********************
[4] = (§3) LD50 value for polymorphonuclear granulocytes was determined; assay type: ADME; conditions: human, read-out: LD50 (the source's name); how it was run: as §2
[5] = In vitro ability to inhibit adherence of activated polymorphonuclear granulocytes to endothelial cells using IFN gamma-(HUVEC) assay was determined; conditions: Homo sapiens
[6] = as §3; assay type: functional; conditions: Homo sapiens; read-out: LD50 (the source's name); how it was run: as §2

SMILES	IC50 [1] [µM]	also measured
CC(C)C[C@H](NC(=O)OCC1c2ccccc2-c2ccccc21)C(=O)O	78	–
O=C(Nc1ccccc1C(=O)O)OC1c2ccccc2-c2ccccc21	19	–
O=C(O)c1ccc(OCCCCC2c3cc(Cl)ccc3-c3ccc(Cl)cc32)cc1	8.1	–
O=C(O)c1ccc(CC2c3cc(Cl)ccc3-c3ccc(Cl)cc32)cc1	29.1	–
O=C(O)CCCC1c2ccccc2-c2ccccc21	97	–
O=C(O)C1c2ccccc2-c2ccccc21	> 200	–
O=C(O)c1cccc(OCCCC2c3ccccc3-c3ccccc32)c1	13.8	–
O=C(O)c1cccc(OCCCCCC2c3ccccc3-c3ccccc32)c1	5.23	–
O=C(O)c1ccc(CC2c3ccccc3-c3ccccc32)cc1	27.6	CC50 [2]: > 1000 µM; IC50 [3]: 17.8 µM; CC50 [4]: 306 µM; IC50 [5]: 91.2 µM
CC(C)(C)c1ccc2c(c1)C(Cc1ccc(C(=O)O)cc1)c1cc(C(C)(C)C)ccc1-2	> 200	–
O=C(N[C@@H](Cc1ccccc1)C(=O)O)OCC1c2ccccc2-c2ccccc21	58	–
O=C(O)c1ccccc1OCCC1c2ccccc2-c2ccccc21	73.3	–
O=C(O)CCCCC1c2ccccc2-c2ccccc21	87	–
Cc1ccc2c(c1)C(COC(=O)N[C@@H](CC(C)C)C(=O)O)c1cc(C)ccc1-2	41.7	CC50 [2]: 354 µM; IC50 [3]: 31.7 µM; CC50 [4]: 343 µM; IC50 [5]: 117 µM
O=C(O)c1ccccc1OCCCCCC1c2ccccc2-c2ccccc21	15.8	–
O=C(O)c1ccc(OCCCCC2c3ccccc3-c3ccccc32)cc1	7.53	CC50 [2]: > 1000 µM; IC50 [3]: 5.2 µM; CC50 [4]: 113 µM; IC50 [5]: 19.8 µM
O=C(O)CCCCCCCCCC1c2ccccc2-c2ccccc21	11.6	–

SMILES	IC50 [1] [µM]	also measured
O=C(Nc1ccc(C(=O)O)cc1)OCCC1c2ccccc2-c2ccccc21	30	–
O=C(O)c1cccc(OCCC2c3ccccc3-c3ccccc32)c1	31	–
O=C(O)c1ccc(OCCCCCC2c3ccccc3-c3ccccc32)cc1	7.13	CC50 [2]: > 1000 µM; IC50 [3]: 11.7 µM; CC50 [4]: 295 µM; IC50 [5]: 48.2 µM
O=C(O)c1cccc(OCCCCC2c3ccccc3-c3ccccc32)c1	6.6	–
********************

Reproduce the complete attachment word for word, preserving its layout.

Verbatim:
[4] = (§3) LD50 value for polymorphonuclear granulocytes was determined; assay type: ADME; conditions: human, read-out: LD50 (the source's name); how it was run: as §2
[5] = In vitro ability to inhibit adherence of activated polymorphonuclear granulocytes to endothelial cells using IFN gamma-(HUVEC) assay was determined; conditions: Homo sapiens
[6] = as §3; assay type: functional; conditions: Homo sapiens; read-out: LD50 (the source's name); how it was run: as §2

SMILES	IC50 [1] [µM]	also measured
CC(C)C[C@H](NC(=O)OCC1c2ccccc2-c2ccccc21)C(=O)O	78	–
O=C(Nc1ccccc1C(=O)O)OC1c2ccccc2-c2ccccc21	19	–
O=C(O)c1ccc(OCCCCC2c3cc(Cl)ccc3-c3ccc(Cl)cc32)cc1	8.1	–
O=C(O)c1ccc(CC2c3cc(Cl)ccc3-c3ccc(Cl)cc32)cc1	29.1	–
O=C(O)CCCC1c2ccccc2-c2ccccc21	97	–
O=C(O)C1c2ccccc2-c2ccccc21	> 200	–
O=C(O)c1cccc(OCCCC2c3ccccc3-c3ccccc32)c1	13.8	–
O=C(O)c1cccc(OCCCCCC2c3ccccc3-c3ccccc32)c1	5.23	–
O=C(O)c1ccc(CC2c3ccccc3-c3ccccc32)cc1	27.6	CC50 [2]: > 1000 µM; IC50 [3]: 17.8 µM; CC50 [4]: 306 µM; IC50 [5]: 91.2 µM
CC(C)(C)c1ccc2c(c1)C(Cc1ccc(C(=O)O)cc1)c1cc(C(C)(C)C)ccc1-2	> 200	–
O=C(N[C@@H](Cc1ccccc1)C(=O)O)OCC1c2ccccc2-c2ccccc21	58	–
O=C(O)c1ccccc1OCCC1c2ccccc2-c2ccccc21	73.3	–
O=C(O)CCCCC1c2ccccc2-c2ccccc21	87	–
Cc1ccc2c(c1)C(COC(=O)N[C@@H](CC(C)C)C(=O)O)c1cc(C)ccc1-2	41.7	CC50 [2]: 354 µM; IC50 [3]: 31.7 µM; CC50 [4]: 343 µM; IC50 [5]: 117 µM
O=C(O)c1ccccc1OCCCCCC1c2ccccc2-c2ccccc21	15.8	–
O=C(O)c1ccc(OCCCCC2c3ccccc3-c3ccccc32)cc1	7.53	CC50 [2]: > 1000 µM; IC50 [3]: 5.2 µM; CC50 [4]: 113 µM; IC50 [5]: 19.8 µM
O=C(O)CCCCCCCCCC1c2ccccc2-c2ccccc21	11.6	–

SMILES	IC50 [1] [µM]	also measured
O=C(Nc1ccc(C(=O)O)cc1)OCCC1c2ccccc2-c2ccccc21	30	–
O=C(O)c1cccc(OCCC2c3ccccc3-c3ccccc32)c1	31	–
O=C(O)c1ccc(OCCCCCC2c3ccccc3-c3ccccc32)cc1	7.13	CC50 [2]: > 1000 µM; IC50 [3]: 11.7 µM; CC50 [4]: 295 µM; IC50 [5]: 48.2 µM
O=C(O)c1cccc(OCCCCC2c3ccccc3-c3ccccc32)c1	6.6	–